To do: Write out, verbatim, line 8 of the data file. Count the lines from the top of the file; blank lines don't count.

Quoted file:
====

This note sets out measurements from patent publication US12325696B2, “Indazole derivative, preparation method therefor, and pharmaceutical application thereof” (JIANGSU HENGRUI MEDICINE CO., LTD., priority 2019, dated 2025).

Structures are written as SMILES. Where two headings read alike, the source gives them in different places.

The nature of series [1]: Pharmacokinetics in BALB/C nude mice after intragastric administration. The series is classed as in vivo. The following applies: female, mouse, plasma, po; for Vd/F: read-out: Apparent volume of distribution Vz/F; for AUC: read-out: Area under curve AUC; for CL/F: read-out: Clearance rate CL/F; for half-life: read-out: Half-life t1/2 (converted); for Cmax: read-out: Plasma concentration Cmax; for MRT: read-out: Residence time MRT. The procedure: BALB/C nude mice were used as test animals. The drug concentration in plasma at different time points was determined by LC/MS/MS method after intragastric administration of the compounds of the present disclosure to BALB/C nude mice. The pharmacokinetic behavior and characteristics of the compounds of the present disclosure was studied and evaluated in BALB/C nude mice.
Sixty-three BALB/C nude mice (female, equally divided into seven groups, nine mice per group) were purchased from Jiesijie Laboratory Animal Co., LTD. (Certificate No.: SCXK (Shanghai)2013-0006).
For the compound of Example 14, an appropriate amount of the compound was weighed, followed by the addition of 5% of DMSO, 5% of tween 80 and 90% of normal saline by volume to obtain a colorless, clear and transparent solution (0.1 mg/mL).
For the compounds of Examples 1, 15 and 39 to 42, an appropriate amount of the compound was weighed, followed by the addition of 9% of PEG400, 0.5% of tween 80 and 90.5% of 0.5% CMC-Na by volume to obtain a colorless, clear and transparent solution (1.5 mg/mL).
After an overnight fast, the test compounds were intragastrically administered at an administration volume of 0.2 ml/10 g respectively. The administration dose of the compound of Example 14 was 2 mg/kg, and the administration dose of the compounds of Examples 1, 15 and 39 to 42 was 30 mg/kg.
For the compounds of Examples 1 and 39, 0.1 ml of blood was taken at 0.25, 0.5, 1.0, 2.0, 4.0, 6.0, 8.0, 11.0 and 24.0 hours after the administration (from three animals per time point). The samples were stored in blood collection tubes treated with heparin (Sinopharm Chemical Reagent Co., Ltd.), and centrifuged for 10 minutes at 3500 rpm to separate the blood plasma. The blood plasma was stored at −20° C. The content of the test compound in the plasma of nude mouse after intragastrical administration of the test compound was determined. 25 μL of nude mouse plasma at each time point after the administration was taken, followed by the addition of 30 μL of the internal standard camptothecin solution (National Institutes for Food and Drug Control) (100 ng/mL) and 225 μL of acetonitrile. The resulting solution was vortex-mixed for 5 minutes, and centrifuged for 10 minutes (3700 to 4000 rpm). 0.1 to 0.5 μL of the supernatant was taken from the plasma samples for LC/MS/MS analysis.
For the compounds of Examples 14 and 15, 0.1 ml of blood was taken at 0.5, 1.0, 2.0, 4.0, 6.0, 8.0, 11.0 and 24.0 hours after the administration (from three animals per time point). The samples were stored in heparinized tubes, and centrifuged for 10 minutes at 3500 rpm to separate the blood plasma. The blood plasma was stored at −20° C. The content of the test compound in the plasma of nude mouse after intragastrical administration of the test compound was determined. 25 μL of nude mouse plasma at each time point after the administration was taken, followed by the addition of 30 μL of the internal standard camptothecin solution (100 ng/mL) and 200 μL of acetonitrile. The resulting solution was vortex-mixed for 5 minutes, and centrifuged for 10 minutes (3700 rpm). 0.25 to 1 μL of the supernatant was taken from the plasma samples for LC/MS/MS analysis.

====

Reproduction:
For the compounds of Examples 1 and 39, 0.1 ml of blood was taken at 0.25, 0.5, 1.0, 2.0, 4.0, 6.0, 8.0, 11.0 and 24.0 hours after the administration (from three animals per time point). The samples were stored in blood collection tubes treated with heparin (Sinopharm Chemical Reagent Co., Ltd.), and centrifuged for 10 minutes at 3500 rpm to separate the blood plasma. The blood plasma was stored at −20° C. The content of the test compound in the plasma of nude mouse after intragastrical administration of the test compound was determined. 25 μL of nude mouse plasma at each time point after the administration was taken, followed by the addition of 30 μL of the internal standard camptothecin solution (National Institutes for Food and Drug Control) (100 ng/mL) and 225 μL of acetonitrile. The resulting solution was vortex-mixed for 5 minutes, and centrifuged for 10 minutes (3700 to 4000 rpm). 0.1 to 0.5 μL of the supernatant was taken from the plasma samples for LC/MS/MS analysis.